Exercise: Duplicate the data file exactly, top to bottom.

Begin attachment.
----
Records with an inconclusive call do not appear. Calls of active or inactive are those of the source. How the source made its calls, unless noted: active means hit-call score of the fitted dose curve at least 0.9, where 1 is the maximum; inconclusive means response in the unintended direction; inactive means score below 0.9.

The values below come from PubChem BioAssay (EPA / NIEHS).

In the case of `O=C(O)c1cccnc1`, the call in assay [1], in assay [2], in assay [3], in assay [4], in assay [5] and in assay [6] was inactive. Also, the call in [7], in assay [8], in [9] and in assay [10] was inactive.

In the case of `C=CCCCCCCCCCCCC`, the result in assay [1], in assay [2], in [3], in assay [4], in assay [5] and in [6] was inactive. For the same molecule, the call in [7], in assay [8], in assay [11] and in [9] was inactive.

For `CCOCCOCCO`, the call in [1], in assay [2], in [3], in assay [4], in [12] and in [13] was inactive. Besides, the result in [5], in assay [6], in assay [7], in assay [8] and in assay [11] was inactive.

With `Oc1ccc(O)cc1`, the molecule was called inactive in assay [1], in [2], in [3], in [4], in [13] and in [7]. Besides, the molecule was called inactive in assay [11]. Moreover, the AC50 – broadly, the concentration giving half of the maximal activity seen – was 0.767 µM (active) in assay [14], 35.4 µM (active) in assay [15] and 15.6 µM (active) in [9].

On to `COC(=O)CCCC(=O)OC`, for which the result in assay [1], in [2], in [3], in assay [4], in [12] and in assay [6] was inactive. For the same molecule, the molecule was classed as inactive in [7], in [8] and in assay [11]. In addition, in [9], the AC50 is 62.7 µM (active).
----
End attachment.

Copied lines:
Records with an inconclusive call do not appear. Calls of active or inactive are those of the source. How the source made its calls, unless noted: active means hit-call score of the fitted dose curve at least 0.9, where 1 is the maximum; inconclusive means response in the unintended direction; inactive means score below 0.9.

The values below come from PubChem BioAssay (EPA / NIEHS).

In the case of `O=C(O)c1cccnc1`, the call in assay [1], in assay [2], in assay [3], in assay [4], in assay [5] and in assay [6] was inactive. Also, the call in [7], in assay [8], in [9] and in assay [10] was inactive.

In the case of `C=CCCCCCCCCCCCC`, the result in assay [1], in assay [2], in [3], in assay [4], in assay [5] and in [6] was inactive. For the same molecule, the call in [7], in assay [8], in assay [11] and in [9] was inactive.

For `CCOCCOCCO`, the call in [1], in assay [2], in [3], in assay [4], in [12] and in [13] was inactive. Besides, the result in [5], in assay [6], in assay [7], in assay [8] and in assay [11] was inactive.

With `Oc1ccc(O)cc1`, the molecule was called inactive in assay [1], in [2], in [3], in [4], in [13] and in [7]. Besides, the molecule was called inactive in assay [11]. Moreover, the AC50 – broadly, the concentration giving half of the maximal activity seen – was 0.767 µM (active) in assay [14], 35.4 µM (active) in assay [15] and 15.6 µM (active) in [9].

On to `COC(=O)CCCC(=O)OC`, for which the result in assay [1], in [2], in [3], in assay [4], in [12] and in assay [6] was inactive. For the same molecule, the molecule was classed as inactive in [7], in [8] and in assay [11]. In addition, in [9], the AC50 is 62.7 µM (active).